Rachael’s successful crowd-funding inspired another PFDLP alumni, Shani Page-Muir, to do the same for her master’s tuition fees at Oxford, only it was £21,000 in 21 days. Rachael has also helped others to crowd-fund for their tuition fees. “They need to start paying me,” she jokes.
After completing her master’s last summer, Rachael decided not to follow the traditional graduate’s direction of the corporate world. Having done an internship in Bangladesh working for a legal aid trust, she used that experience to decide whether she would pursue a career in law, where she did migration research for the organisation.
Rachael was there with another Brit from Oxford University, a white girl. The Bangladeshis asked only the other girl about life in Britain, they just could not comprehend that Rachael was British too. They asked her more questions about Africa and specifically Nigeria than about Britain. “I don’t know, you’ll have to Google that,” she would often say when asked about Africa.
During her master’s Rachael went on a field trip to Morocco where locals often thought she was American, shouting “Obama” to her. “People don’t know about the black British existence,” she says. “So to see someone who is black travelling there, they assume we’re all American.”
These experiences inspired London-born Rachael to find out more about her Nigerian culture by working there. Even though many people in her community were Nigerian and she was already immersed in the culture, clothes, food and music she wanted to become familiar with everyday experiences of people living there. It was an unpopular decision with her family who saw her as a shoo-in to a high-flying career in the corporate world, having just graduated from Oxford.
“I had no desire to work for a huge company and just become a tiny cog in a big wheel,” she says. “I’m more into human rights, international development or something like that. I want to do something more vocational.”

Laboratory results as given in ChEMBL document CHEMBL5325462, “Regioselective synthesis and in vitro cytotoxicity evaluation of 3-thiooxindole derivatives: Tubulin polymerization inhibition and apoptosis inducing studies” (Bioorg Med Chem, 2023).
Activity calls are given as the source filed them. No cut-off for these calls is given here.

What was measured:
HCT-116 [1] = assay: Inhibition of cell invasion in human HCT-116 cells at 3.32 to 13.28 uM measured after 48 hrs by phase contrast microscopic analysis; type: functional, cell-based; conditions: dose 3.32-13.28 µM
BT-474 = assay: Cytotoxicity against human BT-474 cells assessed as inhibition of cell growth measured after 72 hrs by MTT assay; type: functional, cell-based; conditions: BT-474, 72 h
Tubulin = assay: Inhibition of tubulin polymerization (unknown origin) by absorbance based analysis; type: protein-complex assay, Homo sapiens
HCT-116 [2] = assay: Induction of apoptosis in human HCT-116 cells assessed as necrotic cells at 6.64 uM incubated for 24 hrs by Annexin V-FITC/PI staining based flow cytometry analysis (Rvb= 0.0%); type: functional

Rachael dipped her toe in the corporate world for a year after gaining her degree at Sussex University by doing a leadership programme for a political organisation and she interned in Edinburgh during the Scottish referendum.
After completing her master’s, she headed off to Lagos to work in secondary schools teaching English, partly because she is passionate about access to quality education and also to do her compulsory year of National Youth Service Corps, a requirement for any graduate who wants to work in Nigeria.
Her first stint in Lagos was at a private school, which went well. Then she moved to a government school which was more challenging because the curriculum was “so sparse” and facilities extremely basic. Interacting with other teachers was an eye-opener too, as Rachael had to defer to them, because respecting elders and seniors is a significant part of Nigerian culture. One day a week she would meet with other graduates and they would teach community development projects such as students’ rights when applying for housing and being stopped by the police.
“I’m just grateful to all the people who have helped me get here,” Rachael says. “I couldn’t have done it without the support of the Powerlist Foundation. I did the PFDLP at a crucial stage of my journey. Speakers such as Piers Linney, a Trustee of the Powerlist Foundation, Samantha Tross and Ken Olisa OBE, Chair of the Powerlist Foundation told us about their successes and failures and just talking to us about their journey and showing us that success is possible for people that look like us – That was really encouraging. “Then I went to Spelman which was a really rich and nurturing environment that is made specifically for black women.” Most of all, attending the PFDLP showed her that there were other options. And for that, Rachael will be eternally grateful.